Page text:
Ankle pain is a common complaint among athletes. The vast majority of cases are related to direct trauma – most commonly ankle sprains or simple avulsion fractures. It is however important to recognise that there are other potential causes of ankle pain. One of these is a tarsal coalition.

Patients presenting with a tarsal coalition generally present with an insidious onset of foot and ankle pain. The patient may relate the onset of their pain to trauma – however, this is generally fairly minor. A history of recurring ‘ankle sprains’ may also be given. Tarsal coalitions generally present when the patient is in their mid to late teens. This is because the coalition starts to become symptomatic when it starts to ossify. The key examination finding is of stiffness of the sub-talar joint.

While a tarsal coalition can potentially affect any bones in the foot the most common are calcaneo-navicular and talo-calcaneal coalitions. It is important to remember when you are treating this problem that they can be bilateral.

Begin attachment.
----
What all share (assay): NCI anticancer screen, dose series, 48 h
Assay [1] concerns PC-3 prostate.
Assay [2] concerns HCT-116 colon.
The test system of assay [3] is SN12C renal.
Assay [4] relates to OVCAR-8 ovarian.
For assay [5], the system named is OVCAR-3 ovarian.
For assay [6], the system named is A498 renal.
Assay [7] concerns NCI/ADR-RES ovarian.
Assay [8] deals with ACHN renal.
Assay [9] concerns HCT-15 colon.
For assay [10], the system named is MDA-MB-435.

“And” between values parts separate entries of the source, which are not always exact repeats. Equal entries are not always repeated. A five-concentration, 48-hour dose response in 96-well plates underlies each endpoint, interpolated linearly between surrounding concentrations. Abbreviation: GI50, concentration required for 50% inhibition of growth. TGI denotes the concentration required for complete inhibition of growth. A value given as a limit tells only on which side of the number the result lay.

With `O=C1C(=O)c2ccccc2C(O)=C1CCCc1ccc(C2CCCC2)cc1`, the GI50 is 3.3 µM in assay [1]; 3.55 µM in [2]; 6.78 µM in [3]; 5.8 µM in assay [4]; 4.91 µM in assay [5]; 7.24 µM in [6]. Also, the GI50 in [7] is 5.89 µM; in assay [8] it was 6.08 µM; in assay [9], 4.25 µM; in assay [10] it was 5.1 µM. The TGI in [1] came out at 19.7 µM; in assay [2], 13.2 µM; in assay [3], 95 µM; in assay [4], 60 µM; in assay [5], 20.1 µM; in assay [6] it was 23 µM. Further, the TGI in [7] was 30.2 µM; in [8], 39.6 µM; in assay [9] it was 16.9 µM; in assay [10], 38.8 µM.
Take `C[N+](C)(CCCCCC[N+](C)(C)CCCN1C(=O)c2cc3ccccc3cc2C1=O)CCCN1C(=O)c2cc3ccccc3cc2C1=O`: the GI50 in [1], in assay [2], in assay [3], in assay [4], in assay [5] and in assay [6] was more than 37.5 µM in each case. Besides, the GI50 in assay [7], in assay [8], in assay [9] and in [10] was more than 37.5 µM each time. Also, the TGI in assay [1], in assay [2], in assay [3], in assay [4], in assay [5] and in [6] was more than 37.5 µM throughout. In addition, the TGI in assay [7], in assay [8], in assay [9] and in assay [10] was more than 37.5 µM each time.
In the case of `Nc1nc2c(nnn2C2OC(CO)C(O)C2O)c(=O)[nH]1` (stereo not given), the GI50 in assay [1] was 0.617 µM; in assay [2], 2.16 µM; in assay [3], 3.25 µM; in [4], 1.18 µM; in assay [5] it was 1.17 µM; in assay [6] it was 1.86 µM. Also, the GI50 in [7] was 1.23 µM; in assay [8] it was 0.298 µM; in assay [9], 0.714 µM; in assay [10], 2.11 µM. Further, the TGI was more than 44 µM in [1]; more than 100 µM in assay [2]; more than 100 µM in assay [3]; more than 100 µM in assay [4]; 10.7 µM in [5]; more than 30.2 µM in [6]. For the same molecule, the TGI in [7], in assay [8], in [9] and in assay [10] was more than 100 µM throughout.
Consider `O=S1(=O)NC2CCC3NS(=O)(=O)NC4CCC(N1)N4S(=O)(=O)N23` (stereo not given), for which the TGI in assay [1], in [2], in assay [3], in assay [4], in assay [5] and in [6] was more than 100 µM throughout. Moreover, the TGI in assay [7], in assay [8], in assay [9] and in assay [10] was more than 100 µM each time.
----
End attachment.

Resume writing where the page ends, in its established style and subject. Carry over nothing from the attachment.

While a CT scan or MRI is generally needed to define this injury, they can often be shown on a simple x-ray. An oblique view of the mid-foot or a Harris-Beath view may be helpful. The following x-ray findings may help to diagnose a tarsal coalition.

Calcaneo-navicular coalition

This should be suspected whenever there is elongation or squaring of the anterior process of calcaneus (quite subtle on this image).  This is usually best appreciated on a lateral or oblique view.

Talo-calcaneal Coalition

This condition involves fusion across the middle subtalar joint at the level of the sustentaculum tali.  This should be suspected when one observes prominent beaking of the talar head on a lateral view.  A ‘C-sign’ can also usually be seen (a continuous cortical line running from the talar dome to the under surface of the sustentaculum tali) on the lateral view. This represents bridging between the middle subtalar joint.

If you suspect that your patient may have a tarsal coalition they should generally be referred for a specialist opinion (with a view to obtaining further imaging). Appropriate treatment is needed to make sure that the patient’s symptoms resolve – and to minimise the risk of future joint disease.

By Dr Mark Fulcher on